[Updated, 9:30 am ET] What summer vacation? Biotech was booming on the East Coast this week. Big partnerships, clinical trial results, R&D days, and new executive hires were all announced. We’ve got those details and much more below:
—Over the past few years, Summit, NJ-based Celgene (NASDAQ: CELG) has formed early-stage partnerships with innovative biotechs such as Agios Pharmaceuticals, Epizyme (NASDAQ: EPZM), and Bluebird bio (NASDAQ: BLUE). I spoke with George Golumbeski, Celgene’s senior VP of business development, about the company’s flexible early-stage deal-making strategy, the trust Celgene has in its partners, and the evolving landscape of biotech collaboration deal structures.
—Celgene also released positive results from a late-stage clinical trial testing lenalidomide (Revlimid) as a front-line treatment for patients with multiple myeloma. Celgene won’t release the full details from the study until December, but based in the data, it plans to seek approval from regulators in the U.S. and Europe to position lenalidomide as a potential treatment for newly-diagnosed patients (the drug is currently approved to treat patients who haven’t responded to at least one prior therapy). Celgene’s shares skyrocketed to an all-time high on the news.
—Two months after abruptly leaving oncology powerhouse Millennium Pharmaceuticals, Deborah Dunsire has found a new company to sink her teeth into. Dunsire has become the president and CEO of EnVivo Pharmaceuticals, a Fidelity Biosciences-backed, Watertown, MA-based biotech startup targeting CNS disorders such as Alzheimer’s Disease and schizophrenia. While Alzheimer’s, in particular, is a field littered with past drug failures, Dunsire notes that EnVivo’s lead drug, EVP-6124, targets Alzheimer’s symptoms and isn’t trying to cure the disease.
—[Updated with new item] Cambridge, MA-based Agios Pharmaceuticals set the range for its IPO on Friday, according to an amended Form S-1 filed with the Securities and Exchange Commission. The cancer metabolism specialist plans to sell 5 million shares at between $14 and $16 apiece, which would give it $75 million in proceeds at the middle of its range. Celgene, which both has a broad partnership with Agios and is one of its largest stockholders, has also agreed to buy $12.75 million worth of additional shares at the IPO price through a private placement concurrent with the offering. Agios will trade on the Nasdaq under the ticker symbol ‘AGIO.’
—Watertown-based Forma Therapeutics signed a partnership with Cancer Research Technology Ltd., the commercial arm of Cancer Research UK, giving a hand-picked team of researchers access to compounds developed by Forma with the goal of discovering drugs that target a class of enzymes implicated in the field of protein homeostasis. The deal is the first collaboration of a broad initiative that Forma refers to as its “Asset Discovery and Development Company” or “ADDco” plan, which the company will use to create a group of independent subsidiaries holding intellectual property rights to one drug, or even several drugs.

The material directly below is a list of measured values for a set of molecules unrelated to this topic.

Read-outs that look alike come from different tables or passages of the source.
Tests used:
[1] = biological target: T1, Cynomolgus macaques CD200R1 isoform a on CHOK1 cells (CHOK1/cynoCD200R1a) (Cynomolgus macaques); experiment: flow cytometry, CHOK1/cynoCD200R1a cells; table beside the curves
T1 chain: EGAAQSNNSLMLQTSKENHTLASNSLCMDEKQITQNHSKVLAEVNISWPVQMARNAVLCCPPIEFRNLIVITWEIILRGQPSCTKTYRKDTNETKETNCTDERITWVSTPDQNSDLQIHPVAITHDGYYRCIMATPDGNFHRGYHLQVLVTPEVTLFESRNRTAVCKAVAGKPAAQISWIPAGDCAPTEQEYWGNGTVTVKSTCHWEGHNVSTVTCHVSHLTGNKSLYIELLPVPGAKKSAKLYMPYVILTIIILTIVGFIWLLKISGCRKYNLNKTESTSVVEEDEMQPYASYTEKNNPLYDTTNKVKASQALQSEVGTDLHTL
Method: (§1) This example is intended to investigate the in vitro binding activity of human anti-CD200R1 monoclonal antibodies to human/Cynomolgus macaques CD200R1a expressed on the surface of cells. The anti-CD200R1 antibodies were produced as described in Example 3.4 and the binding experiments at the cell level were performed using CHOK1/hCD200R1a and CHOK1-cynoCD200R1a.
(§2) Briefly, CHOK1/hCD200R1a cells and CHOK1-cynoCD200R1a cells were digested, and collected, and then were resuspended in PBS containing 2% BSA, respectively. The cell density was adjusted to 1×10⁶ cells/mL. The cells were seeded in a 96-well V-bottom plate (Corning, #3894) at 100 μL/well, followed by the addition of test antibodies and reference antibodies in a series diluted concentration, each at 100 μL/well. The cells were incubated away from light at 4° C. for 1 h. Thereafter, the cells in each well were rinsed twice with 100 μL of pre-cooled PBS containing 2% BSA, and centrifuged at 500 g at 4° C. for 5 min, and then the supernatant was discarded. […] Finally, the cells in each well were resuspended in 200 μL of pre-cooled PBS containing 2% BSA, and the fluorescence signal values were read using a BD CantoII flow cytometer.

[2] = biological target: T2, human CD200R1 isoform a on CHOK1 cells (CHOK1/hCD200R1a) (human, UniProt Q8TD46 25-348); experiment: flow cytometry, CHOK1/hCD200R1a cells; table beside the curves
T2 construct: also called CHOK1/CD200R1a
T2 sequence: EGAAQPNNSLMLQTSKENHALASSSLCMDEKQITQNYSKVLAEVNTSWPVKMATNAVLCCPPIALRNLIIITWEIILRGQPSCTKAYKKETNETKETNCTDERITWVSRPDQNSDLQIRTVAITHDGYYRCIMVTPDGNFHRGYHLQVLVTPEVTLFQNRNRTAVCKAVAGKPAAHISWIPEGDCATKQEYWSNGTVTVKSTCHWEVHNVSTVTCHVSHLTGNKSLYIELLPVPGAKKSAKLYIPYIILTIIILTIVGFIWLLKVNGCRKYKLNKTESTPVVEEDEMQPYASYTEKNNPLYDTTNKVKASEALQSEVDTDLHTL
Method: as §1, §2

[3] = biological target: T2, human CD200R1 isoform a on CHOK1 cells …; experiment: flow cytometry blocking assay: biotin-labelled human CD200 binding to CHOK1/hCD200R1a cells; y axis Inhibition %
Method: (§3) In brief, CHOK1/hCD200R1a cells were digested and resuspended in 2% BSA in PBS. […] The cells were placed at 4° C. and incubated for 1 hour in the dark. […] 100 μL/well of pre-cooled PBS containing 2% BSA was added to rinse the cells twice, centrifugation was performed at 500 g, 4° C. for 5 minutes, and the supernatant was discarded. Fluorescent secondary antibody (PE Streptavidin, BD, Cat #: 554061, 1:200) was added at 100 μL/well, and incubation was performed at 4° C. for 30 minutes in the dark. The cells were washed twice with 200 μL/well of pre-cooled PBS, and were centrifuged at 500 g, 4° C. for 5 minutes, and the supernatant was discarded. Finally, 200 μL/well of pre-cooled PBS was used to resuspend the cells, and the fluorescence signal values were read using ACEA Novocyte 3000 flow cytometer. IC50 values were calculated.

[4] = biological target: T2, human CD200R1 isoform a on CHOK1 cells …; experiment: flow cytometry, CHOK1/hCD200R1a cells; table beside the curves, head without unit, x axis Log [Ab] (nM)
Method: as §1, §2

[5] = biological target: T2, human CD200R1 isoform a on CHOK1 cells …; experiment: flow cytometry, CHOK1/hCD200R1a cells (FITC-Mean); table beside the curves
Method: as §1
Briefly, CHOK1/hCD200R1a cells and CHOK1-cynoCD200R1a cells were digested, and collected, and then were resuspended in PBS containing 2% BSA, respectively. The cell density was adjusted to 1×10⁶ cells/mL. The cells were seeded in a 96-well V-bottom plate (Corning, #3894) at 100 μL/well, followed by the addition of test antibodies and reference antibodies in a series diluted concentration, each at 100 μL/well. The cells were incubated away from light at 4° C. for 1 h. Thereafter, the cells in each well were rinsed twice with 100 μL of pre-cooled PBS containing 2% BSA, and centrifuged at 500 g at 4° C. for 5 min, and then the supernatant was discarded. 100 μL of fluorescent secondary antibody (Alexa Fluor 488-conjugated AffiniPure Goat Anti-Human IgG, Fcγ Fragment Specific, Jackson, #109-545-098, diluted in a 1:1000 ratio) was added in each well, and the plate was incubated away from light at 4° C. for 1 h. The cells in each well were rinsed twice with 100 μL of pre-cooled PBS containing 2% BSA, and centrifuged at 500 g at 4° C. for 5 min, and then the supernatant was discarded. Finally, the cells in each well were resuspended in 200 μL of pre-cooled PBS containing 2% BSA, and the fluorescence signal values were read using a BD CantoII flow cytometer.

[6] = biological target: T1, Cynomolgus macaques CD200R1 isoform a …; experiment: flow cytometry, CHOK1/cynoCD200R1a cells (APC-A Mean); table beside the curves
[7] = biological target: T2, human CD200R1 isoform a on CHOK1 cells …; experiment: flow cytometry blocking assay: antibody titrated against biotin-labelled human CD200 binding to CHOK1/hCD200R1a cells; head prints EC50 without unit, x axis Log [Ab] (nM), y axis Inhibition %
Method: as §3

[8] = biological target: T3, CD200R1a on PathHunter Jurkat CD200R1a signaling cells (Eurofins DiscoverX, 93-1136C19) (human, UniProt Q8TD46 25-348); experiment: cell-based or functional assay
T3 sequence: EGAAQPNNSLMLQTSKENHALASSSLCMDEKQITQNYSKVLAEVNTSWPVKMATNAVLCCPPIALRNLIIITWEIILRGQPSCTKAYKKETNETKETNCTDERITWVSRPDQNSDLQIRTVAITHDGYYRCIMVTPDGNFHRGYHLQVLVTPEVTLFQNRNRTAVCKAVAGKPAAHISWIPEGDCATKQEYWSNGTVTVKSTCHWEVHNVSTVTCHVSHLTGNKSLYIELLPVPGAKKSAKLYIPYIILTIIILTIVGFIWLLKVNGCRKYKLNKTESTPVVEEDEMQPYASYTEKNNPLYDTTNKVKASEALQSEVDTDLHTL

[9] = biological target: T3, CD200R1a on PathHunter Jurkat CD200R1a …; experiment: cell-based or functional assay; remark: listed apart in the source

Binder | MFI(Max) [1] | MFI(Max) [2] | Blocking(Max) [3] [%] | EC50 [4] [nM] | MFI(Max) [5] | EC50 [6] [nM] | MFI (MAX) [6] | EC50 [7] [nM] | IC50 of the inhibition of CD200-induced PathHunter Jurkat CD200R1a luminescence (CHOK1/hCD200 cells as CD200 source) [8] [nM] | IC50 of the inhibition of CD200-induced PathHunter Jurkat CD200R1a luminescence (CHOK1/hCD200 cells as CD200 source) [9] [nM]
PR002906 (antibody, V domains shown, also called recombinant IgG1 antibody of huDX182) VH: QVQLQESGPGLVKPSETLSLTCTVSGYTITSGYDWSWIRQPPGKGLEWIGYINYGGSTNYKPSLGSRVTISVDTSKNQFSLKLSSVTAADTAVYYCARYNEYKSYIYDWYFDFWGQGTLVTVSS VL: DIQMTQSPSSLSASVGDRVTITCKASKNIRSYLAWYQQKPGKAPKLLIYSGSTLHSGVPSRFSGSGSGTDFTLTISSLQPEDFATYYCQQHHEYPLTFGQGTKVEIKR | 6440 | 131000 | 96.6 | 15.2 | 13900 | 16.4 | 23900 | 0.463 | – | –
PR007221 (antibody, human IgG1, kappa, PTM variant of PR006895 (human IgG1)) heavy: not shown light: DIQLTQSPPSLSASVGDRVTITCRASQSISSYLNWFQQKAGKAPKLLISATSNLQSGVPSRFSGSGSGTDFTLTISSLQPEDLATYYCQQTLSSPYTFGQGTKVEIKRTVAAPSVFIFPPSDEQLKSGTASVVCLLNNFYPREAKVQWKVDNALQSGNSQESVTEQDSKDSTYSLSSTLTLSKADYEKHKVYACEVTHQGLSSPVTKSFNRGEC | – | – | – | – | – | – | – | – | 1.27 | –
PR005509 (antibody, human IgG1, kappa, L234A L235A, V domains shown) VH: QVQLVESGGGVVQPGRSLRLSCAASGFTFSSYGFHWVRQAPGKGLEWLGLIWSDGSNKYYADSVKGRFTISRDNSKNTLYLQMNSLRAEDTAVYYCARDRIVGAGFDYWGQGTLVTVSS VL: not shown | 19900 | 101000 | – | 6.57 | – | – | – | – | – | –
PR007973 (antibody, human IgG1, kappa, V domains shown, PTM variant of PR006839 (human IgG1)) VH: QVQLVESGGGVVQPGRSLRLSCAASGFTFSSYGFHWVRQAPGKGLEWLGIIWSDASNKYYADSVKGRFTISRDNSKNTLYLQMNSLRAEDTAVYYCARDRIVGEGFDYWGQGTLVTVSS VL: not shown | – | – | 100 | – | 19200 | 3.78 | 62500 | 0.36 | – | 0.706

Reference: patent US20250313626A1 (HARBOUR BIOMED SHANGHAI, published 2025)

—The Aveo Oncology (NASDAQ: AVEO) saga continued Thursday as the Cambridge-based biotech revealed that it has been subpoenaed by the Securities and Exchange Commission, the latest domino to fall since an FDA advisory panel blasted the company and its cancer drug, tivozanib, on May 2.
—Monmouth Junction, NJ-based Tyrx won FDA approval of the second iteration of its AigisRX Antibacterial Envelope, a drug-device combination used to prevent infections in patients getting an implantable electronic cardiac device such as a pacemaker or defibrillator. The new version of the device dissolves completely, whereas the original system only partially does and leaves a substrate that remains with a pacemaker over the long-term. Tyrx CEO Bob White told me the new approval could lead the company to be cash-flow positive by the end of the year.
—Cambridge-based Alnylam Pharmaceuticals’ (NASDAQ: ALNY) shares surged on Thursday—just before its R&D day—as the company released data from an early-stage clinical trial suggesting that it might be able to deliver its RNA drugs to patients with an injection just under the skin. If it can prove the method works, Alnylam wants to use subcutaneous injections, rather than intravenous infusions, for all of its drugs.
—Cambridge-based Merrimack Pharmaceuticals (NASDAQ: MACK) announced plans to raise $125 million by offering investors $50 million in common stock and $75 million in convertible senior notes. Merrimack will use the cash to complete the development and fund the potential commercialization of its pancreatic cancer drug candidate MM-398. Merrimack’s stock plummeted close to 20 percent on news of the dilution.
—Investors also bristled at Bedminster, NJ-based Amarin’s (NASDAQ: AMRN) move to raise cash by selling 21.7 million shares at a public offering. The fish-oil pill developer’s stock tumbled about 11 percent over the course of the week.
—The Therapeutic Goods Administration cleared Cambridge-based Vertex Pharmaceuticals (NASDAQ: VRTX) to begin selling its cystic fibrosis drug, ivacaftor (Kalydeco), in Australia.
—Ardsley, NY-based Acorda Therapeutics (NASDAQ: ACOR) completed a previously announced buyout of certain rights to struggling NeurogesX’s post-shingles nerve pain treatment made from the active ingredient in chili peppers, capsaicin (Qutenza), as well as a late-stage product for diabetic neuropathy known as NP-1998. Acorda paid $8 million for partial rights to the capsaicin-based treatment, and agreed to pay up to $5 million in milestones for NP-1998. The deal was first announced in April.